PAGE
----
Time(s) of Lives
This book discusses how concepts of time, age and aging, and kinship produce and impact each other in a neoliberal, late-capitalist 21st century U.S. context. It is located at the intersection of American Studies, queer theory, critical age(ing) studies, and studies on belonging and kinship. Focusing on examples from across contemporary U.S. American culture - independent as well as mainstream - the study analyzes their potential to challenge and destabilize dominant concepts and narratives of what it means to live in time and to form affective bonds.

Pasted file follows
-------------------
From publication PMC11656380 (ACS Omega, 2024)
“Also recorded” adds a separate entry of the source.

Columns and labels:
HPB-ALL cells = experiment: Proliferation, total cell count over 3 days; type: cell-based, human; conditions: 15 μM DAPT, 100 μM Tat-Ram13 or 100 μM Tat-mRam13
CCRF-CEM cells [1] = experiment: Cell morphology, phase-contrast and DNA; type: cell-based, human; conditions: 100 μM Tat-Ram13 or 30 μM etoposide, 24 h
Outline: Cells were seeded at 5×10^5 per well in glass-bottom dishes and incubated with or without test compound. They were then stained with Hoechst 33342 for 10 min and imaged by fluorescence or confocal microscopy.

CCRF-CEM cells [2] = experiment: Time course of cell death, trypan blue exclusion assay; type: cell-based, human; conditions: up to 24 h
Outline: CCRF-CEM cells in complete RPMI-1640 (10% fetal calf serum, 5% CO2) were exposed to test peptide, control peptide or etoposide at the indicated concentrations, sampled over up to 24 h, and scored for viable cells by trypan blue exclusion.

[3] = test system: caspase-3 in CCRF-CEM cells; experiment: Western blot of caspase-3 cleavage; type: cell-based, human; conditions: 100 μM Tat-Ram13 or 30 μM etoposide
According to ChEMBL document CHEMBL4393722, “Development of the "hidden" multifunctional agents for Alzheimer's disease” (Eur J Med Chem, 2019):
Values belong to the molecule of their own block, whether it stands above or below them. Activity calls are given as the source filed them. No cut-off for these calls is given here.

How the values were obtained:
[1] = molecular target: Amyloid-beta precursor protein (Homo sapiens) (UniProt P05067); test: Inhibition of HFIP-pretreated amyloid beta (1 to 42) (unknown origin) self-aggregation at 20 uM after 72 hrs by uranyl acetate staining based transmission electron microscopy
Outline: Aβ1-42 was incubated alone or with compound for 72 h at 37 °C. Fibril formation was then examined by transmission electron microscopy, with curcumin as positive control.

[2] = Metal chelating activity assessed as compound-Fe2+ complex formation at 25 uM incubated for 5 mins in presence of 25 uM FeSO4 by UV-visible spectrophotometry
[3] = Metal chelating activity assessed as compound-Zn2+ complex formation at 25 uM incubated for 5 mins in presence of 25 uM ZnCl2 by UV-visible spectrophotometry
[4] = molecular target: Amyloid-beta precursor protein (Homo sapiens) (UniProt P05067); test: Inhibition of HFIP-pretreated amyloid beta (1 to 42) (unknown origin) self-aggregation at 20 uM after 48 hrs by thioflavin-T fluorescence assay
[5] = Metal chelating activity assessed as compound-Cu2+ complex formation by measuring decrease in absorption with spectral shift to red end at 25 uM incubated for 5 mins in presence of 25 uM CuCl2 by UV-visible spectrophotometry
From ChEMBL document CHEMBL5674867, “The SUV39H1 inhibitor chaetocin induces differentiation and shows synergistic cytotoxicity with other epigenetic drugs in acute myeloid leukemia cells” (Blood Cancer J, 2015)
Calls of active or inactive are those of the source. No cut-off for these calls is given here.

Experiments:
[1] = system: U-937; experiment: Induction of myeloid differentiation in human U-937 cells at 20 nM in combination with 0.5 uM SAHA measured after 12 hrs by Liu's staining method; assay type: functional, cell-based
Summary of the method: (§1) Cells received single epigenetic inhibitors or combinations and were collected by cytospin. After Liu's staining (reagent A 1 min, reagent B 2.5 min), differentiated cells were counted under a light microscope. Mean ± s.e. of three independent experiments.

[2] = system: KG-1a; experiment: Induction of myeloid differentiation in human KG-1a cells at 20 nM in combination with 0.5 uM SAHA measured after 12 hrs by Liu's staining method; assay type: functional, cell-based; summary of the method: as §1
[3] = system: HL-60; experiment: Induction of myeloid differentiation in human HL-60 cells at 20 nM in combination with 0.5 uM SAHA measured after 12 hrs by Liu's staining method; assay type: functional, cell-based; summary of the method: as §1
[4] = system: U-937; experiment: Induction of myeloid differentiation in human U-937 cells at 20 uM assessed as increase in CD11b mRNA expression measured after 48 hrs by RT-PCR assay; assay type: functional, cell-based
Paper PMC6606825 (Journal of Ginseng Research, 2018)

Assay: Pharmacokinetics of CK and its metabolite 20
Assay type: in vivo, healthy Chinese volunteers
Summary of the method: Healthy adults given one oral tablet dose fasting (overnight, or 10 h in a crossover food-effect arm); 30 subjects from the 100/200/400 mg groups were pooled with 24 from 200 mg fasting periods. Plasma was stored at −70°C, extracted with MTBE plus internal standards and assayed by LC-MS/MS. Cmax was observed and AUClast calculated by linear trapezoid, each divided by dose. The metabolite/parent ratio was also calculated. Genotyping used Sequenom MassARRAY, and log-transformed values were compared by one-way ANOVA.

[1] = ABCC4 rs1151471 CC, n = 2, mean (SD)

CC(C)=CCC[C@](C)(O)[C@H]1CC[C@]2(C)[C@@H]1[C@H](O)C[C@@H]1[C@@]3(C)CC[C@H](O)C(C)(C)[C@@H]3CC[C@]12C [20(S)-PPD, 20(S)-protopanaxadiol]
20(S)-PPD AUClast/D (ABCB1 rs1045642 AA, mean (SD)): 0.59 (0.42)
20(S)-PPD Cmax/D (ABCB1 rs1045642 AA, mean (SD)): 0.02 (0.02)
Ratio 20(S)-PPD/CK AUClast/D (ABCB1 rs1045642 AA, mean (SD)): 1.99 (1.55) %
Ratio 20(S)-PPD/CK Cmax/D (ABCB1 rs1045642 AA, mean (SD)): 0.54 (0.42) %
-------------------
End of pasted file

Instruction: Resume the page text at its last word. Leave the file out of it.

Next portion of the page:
The book thus contributes scholarship at/on the nexus between queer theory and critical age(ing) studies, imbued with an additional focus on (alternative) forms of relationality and collectivity. With its queer analyses of examples from transgressive sites of queer contestation as well as mainstream culture, the study also explores whether going mainstream and being anti-hegemonic is necessarily and always mutually exclusive.